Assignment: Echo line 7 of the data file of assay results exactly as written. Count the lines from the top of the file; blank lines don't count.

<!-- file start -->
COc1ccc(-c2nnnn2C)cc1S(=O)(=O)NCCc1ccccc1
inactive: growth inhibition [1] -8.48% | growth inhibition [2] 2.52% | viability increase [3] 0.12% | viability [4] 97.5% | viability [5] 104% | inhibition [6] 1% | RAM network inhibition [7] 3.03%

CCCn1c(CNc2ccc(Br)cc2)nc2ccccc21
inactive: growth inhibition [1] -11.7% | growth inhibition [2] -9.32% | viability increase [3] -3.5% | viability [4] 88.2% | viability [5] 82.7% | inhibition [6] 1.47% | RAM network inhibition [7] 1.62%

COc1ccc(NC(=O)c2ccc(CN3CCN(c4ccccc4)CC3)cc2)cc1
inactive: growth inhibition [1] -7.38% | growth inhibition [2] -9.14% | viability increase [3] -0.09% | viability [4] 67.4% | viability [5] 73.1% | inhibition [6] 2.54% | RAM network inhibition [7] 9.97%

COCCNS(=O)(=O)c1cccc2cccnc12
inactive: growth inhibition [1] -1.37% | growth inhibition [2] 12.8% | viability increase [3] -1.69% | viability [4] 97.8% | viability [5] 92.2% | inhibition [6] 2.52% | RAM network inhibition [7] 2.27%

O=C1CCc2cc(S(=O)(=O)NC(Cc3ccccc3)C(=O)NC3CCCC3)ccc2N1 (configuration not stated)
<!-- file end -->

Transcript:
COCCNS(=O)(=O)c1cccc2cccnc12